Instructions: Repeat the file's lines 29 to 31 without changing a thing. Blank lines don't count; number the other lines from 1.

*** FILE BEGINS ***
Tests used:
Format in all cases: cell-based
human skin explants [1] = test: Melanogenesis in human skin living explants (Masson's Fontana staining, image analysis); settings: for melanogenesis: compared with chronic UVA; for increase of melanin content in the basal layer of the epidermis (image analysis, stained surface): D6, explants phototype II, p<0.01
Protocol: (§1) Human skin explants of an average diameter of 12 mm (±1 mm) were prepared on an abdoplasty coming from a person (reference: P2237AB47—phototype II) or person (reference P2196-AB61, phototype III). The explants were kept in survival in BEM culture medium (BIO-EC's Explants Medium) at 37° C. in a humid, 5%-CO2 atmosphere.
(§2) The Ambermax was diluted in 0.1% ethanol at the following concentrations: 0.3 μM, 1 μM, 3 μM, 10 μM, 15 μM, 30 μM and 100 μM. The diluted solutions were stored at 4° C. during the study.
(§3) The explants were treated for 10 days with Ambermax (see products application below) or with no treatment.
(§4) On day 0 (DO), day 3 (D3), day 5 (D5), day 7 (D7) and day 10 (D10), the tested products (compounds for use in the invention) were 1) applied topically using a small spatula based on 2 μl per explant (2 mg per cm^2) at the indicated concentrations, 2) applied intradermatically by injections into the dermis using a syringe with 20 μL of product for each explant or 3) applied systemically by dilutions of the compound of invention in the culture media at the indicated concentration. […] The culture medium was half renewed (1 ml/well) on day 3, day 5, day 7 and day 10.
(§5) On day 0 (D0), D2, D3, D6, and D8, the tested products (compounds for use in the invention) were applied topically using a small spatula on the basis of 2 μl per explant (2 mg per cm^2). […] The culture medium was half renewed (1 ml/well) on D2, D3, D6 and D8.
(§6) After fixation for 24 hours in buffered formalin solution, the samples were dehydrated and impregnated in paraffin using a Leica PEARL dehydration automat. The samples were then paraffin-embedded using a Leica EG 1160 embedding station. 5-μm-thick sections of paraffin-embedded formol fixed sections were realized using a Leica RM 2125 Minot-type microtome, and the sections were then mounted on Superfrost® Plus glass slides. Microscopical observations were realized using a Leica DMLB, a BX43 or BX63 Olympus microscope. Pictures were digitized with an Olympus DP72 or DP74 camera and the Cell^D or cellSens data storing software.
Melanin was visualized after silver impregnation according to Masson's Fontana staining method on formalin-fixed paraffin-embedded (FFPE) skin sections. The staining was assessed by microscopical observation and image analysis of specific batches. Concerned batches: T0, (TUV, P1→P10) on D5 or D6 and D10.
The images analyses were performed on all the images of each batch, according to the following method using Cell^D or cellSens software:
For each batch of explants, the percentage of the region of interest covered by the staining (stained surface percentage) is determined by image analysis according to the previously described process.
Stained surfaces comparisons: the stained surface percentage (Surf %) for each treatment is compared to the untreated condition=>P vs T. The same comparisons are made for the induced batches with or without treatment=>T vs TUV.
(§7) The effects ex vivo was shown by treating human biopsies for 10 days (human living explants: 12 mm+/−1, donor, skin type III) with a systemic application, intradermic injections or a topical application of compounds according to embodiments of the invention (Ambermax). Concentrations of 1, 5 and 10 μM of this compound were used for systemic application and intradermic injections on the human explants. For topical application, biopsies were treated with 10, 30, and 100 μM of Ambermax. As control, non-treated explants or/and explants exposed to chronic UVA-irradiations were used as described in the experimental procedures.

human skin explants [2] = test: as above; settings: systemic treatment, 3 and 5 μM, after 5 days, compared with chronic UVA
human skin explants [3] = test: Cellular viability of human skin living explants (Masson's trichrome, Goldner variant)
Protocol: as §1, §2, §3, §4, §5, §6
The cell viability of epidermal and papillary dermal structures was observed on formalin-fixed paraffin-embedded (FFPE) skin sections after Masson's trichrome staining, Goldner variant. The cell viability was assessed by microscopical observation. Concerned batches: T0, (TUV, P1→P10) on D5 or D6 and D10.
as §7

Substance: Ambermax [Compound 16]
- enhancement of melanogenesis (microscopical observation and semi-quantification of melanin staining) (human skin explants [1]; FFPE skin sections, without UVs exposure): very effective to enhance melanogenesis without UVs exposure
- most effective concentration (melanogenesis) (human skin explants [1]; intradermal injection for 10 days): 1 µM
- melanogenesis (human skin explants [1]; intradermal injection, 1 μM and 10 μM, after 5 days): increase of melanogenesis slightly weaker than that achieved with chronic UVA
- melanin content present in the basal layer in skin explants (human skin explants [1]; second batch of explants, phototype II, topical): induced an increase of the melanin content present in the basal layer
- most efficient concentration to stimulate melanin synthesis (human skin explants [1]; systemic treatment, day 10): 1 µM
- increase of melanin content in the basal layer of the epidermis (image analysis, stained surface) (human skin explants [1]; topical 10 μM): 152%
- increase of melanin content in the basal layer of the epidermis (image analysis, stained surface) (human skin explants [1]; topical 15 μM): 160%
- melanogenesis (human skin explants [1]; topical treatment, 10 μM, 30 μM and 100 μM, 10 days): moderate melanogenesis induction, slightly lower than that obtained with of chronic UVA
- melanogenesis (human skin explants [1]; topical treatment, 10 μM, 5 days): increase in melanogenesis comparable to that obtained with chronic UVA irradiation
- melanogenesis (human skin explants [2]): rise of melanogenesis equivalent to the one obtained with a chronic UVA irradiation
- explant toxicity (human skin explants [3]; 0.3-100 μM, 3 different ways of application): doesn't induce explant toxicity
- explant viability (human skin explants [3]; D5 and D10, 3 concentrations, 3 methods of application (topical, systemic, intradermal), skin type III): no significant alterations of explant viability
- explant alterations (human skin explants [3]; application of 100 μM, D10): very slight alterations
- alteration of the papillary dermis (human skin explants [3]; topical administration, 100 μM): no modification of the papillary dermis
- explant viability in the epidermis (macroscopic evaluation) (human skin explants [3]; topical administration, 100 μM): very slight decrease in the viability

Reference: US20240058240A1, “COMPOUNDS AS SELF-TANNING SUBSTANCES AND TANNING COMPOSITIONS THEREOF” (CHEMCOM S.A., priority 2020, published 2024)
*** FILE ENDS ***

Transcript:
- melanogenesis (human skin explants [1]; topical treatment, 10 μM, 5 days): increase in melanogenesis comparable to that obtained with chronic UVA irradiation
- melanogenesis (human skin explants [2]): rise of melanogenesis equivalent to the one obtained with a chronic UVA irradiation
- explant toxicity (human skin explants [3]; 0.3-100 μM, 3 different ways of application): doesn't induce explant toxicity